Every morning like clockwork, Percy shows up at Victoria Perkins' home in Kennewick.
He struts around the front porch, perches above the doorjamb or naps in the eaves above the portico.
He occasionally sweeps around the neighborhood.
Percy is a snow white dove with a friendly nature that makes Perkins believe he belongs to someone and might be lost.
"He showed up here about four or five weeks ago and has been hanging around ever since, so I started calling him Percy," Perkins said, admitting she's not certain he's a male.
"I found him walking around in our garage and now he comes every morning to eat and stays the entire day. He leaves around 7 each night, but I have no idea where he goes."
All Perkins has to do the next morning is walk out onto her porch with her coffee and call his name and he comes swooping down to say hello.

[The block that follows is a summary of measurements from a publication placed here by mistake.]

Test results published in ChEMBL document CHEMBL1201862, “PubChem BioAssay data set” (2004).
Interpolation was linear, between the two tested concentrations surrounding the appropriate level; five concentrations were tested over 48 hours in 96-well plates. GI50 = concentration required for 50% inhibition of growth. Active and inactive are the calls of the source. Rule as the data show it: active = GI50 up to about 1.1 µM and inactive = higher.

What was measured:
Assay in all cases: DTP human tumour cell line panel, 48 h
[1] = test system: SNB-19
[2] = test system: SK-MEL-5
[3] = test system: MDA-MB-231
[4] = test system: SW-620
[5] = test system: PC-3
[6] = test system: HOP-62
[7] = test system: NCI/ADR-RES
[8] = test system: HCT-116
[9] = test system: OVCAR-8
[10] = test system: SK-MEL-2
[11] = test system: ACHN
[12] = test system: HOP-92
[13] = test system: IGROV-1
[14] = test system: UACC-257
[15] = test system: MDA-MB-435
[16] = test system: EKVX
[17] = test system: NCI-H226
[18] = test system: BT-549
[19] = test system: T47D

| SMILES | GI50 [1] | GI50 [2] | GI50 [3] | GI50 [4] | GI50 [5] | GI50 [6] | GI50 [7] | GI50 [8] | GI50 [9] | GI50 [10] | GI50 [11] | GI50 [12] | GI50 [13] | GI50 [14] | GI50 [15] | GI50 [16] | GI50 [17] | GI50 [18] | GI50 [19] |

But with winter coming, she worries about how he'll fare in the cold.
"He's so friendly that I just know he has to belong to someone," Perkins said. "I think he may have been let loose during a wedding ceremony and just got lost. I hope if someone has lost a dove they will call me. He's so sweet, and I'm truly worried about his safety."
Lynn Thompkins, director of the nonprofit Blue Mountain Wildlife organization, said white doves in this area are bred in captivity and often used at weddings.
"It is possible (Percy) could have been let loose at a wedding and for some reason became confused," Thompkins told the Herald. "Especially, if the bird found itself being chased by a hawk."
Anyone who may have lost a dove can call Perkins at 509-521-6933.
If nobody claims him, Perkins isn't sure what to do since she can't afford a large enough cage to bring him into the house this winter.
Thompkins said as long as doves have a food source and find shelter out of the wind, they stand a good chance of surviving cold weather.
For now, Percy continues to do his thing -- hangin' with his new human friend.
-- Dori O'Neal: 582-1514; email@example.com; Twitter: @dorioneal